This Is Us creator Dan Fogelman loves a good Ghost Dad.
It’s a trope we’ve seen many times: A dearly departed loved one returns — whether through a dream sequence, drug usage, or with no explanation at all — to mysteriously guide a troubled soul through a troubled time. And, in fact, it’s a trope we’ve seen as recently as this season on Fogelman’s other primetime drama, Pitch. (Ginny Baker’s father cheering from the bleachers? Totally dead!) It’s a narrative device I particularly dislike when used in an otherwise grounded drama. Why am I being forced to suspend my disbelief to this degree?!
Our troubled soul, in this case, is Randall, who’s still wrestling with the knowledge his mother has lied to him for the past 36 years about the whereabouts of his biological father. He’s writing a list — 22 reasons long so far! — about why he’s mad at Rebecca.
Meanwhile, Kevin is grilling Kate about her own life-changing realization: namely, that she wants to have gastric bypass surgery and liiiive.
“You experienced mild turbulence,” Kevin condescends about her “near-death” experience. “You spilled your peanuts.”
But Kate isn’t relenting. Kevin tries to steer the conversation back to himself and his own woes, including the fact their mom is selling the cabin. That catches Kate’s attention straightaway, and she convinces the rest of the Big Three that they need to go see their childhood home-away-from-home one last time. Randall declares he’s just clearing out his stuff and then he’s out.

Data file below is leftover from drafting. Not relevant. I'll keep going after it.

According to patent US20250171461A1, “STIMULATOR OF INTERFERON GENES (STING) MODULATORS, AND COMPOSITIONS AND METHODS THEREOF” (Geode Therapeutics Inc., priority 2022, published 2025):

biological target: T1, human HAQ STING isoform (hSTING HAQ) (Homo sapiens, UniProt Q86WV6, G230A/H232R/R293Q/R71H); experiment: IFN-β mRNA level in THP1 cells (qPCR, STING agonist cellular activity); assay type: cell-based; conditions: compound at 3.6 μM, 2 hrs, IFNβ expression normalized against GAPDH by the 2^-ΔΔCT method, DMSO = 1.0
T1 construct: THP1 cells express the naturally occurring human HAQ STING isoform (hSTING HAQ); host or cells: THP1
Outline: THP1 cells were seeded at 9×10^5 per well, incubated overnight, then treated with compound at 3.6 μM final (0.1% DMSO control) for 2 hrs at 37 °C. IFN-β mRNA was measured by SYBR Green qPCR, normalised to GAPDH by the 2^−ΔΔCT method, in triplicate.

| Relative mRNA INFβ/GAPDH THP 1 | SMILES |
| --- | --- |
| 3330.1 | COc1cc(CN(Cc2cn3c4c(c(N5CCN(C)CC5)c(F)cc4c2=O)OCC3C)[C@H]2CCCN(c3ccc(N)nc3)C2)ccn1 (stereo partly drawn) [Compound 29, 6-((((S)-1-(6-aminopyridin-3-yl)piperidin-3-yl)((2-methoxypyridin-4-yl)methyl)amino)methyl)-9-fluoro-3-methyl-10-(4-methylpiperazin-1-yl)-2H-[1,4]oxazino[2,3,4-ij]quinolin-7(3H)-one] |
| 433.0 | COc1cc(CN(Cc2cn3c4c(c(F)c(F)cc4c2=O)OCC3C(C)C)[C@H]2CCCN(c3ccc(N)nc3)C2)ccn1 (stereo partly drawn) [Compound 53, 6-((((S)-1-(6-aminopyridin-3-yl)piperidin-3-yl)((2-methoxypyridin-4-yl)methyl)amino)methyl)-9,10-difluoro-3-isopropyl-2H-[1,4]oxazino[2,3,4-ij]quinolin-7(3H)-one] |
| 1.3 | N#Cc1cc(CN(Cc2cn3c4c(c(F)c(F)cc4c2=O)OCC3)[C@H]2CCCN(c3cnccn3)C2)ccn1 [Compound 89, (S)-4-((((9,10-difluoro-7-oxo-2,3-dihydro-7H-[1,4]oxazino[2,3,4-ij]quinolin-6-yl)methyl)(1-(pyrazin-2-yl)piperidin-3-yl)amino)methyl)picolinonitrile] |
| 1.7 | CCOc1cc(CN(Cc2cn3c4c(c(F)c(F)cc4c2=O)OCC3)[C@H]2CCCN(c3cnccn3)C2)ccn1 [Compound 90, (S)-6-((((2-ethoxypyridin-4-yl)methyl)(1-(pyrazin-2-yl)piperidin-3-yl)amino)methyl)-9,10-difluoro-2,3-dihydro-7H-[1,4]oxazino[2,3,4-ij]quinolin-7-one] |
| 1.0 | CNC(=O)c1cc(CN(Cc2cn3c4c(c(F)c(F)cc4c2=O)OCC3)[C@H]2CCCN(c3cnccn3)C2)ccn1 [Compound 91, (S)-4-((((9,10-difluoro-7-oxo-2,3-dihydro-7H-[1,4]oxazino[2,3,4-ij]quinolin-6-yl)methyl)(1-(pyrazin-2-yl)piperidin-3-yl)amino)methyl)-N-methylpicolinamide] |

Before any real brother-sister-brother bonding can begin, Olivia unexpectedly arrives up with playwright Sloane and ex Asher, who brought refreshments, including a mushroom-laced smoothie. (I’m not talking portobellos here.) And that, friends, is how Randall enters an altered state in which 1980s-era Jack is doing chores around the cabin while his 2016-era grown-up children hang out.
Randall tells Ghost Dad all about the secret his mother had been keeping from him, but Jack just can’t believe it.
Through flashbacks, we see just how difficult the subterfuge was. As it turns out, 9-year-old Randall’s tally marks weren’t the only genetic sleuthing he was conducting. In grocery stores, he’d corner black shoppers to see if they could roll their tongues like him — a genetic trait. Coming to grips with his growing need for identity and belonging, his parents enrolled him in martial-arts classes taught by a black sensei with all black students. And the initiation is heart-wrenching: In a show of solidarity, all the fathers gather round as Jack hoists Randall onto his back and begins to perform push-up after push-up, with Randall’s weight literally on his shoulders.
“We are your community,” the sensei says. “When things get hard, we will be the ones to hold you up.”
NEXT: Fates and Furies